By Katelyn Smith, CNN
Jussie Smollett’s testimony to Chicago police would make the actor a “disaster” on a witness stand, experts told CNN.
The testimony, given before the grand jury last month, offered a much more detailed look at Smollett’s role in the attack that he told police he was attacked with “no racial or homophobic slurs,” a press release from Chicago police at the time said.
After the hearing, Chicago police spokesman Anthony Guglielmi told CNN that the grand jury indicted Smollett on 16 felony counts of disorderly conduct relating to filing a false police report. The indictment was released Thursday.
Smollett’s defense team reportedly requested the indictment. If convicted on all charges, Smollett could face between two and three years in prison and a fine of up to $25,000.
Court documents state that among the charges are that Smollett “knowingly and intentionally made materially false statements” to Chicago police.
Attorney Gloria Schmidt has said that the upcoming trial is “not about a plea bargain, not about a plea of truth,” according to a legal source close to the proceedings. Schmidt’s firm, O’Brien Schmidt, is representing Smollett in the coming trial.
“They are not so much trying to get this behind them as they are trying to set the right frame of reference for the jury,” the source told CNN.
Civil rights attorney Benjamin Crump, who represents Smollett’s alleged attackers, told CNN on Thursday that Smollett did not recognize his attackers on video and the “indictment will be the difference in establishing how it happens,” according to one defense attorney.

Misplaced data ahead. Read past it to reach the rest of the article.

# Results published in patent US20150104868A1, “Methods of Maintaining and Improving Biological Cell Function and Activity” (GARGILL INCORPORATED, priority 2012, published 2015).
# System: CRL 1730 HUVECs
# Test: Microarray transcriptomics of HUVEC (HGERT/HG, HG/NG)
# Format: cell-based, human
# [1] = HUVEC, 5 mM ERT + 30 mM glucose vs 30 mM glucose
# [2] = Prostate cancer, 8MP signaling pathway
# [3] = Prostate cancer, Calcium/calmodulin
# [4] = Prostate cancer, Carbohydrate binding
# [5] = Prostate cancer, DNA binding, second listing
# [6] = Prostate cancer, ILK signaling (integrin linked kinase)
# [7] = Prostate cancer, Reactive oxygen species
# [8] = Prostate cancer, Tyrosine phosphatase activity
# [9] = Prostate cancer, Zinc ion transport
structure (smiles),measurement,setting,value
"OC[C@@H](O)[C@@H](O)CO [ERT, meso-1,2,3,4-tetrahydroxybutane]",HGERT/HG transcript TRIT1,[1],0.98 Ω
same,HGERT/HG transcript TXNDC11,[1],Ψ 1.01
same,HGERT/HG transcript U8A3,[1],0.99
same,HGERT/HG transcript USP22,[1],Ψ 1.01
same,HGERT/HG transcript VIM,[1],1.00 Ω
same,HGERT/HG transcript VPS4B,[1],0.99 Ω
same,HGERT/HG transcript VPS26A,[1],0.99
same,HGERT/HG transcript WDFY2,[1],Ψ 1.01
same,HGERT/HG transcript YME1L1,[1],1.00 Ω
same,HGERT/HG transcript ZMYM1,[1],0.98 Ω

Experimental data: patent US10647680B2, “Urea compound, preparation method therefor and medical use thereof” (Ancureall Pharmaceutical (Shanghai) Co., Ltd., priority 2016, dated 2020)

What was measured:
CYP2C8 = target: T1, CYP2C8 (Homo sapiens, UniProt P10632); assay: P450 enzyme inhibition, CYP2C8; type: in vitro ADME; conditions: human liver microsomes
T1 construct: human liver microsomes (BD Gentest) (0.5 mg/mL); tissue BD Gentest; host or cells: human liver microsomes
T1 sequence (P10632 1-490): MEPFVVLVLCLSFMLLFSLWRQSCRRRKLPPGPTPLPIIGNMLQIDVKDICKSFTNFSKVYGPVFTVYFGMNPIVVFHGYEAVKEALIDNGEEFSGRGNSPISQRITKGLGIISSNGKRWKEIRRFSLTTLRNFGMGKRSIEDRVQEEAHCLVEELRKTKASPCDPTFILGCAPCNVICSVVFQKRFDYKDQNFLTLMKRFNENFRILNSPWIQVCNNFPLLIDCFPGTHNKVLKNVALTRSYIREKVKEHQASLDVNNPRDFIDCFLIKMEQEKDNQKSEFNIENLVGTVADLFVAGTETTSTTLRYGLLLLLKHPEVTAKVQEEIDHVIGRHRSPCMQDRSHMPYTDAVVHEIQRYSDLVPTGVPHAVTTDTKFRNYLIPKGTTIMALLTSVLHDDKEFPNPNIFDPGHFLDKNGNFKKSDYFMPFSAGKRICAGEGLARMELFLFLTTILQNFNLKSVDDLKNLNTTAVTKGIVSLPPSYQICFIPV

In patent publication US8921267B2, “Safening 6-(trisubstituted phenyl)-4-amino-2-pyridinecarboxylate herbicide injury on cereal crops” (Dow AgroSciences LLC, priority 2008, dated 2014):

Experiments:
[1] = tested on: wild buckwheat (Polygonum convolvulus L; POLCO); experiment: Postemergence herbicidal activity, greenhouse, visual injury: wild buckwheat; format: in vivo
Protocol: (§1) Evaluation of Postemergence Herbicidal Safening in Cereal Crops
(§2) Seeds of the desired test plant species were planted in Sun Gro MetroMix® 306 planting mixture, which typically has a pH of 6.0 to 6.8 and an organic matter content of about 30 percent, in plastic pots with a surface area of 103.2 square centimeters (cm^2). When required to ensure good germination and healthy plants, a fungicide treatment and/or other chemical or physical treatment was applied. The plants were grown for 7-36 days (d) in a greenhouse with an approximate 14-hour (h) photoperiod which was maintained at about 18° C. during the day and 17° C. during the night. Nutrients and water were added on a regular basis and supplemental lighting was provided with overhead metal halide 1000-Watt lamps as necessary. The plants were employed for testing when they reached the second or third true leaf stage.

Steve Greenberg, a Los Angeles-based defense attorney and former federal prosecutor, described Smollett’s testimony before the grand jury as a “step down.”
“Jussie’s testimony was a disaster because he couldn’t recall key details,” Greenberg said. “That’s why the special prosecutor called all the witnesses and that’s what they want to put in a record to get a conviction in open court.”
Greenberg pointed out that prosecutors want the grand jury and jury to be aware of Smollett’s claim he was attacked for his “ability to believably recount things.”
“You have to demonstrate believability. In order to do that you have to provide the jurors with very specific details,” Greenberg told CNN. “That’s what special prosecutors focus on, those specificity details, because that’s where you start to establish believability.”
It’s not unusual for special prosecutors to call witnesses, a spokesman for the State’s Attorney for Cook County told CNN.
“At their discretion they may allow multiple witnesses to be called. Sometimes those witnesses are sometimes described as key witnesses,” spokesman Gordon Johnson said.
The police were first called to the area around the 800 block of E. North Water Street at about 2 a.m. ET on January 29 to investigate a possible hate crime, police said. Police said Smollett hired two men to attack him and that two of them were seen on cellphone video exiting a vehicle as they assaulted Smollett.
The next day Smollett told police that he was attacked by two people who yelled racial and homophobic slurs at him, wrapped a rope around his neck and put a rope around his neck.
Smollett initially told police that he suffered facial injuries and that the incident lasted about 30 seconds. Smollett also said he had been punched in the face by one of the attackers and had his teeth rattled, according to police reports.
Smollett later told detectives he had been physically unharmed, and that no one had been identified as suspects in the incident, according to the Chicago Police Department.
Smollett has denied that he is a criminal and said he has been cooperating with authorities. He is scheduled to appear in court for a hearing Friday morning.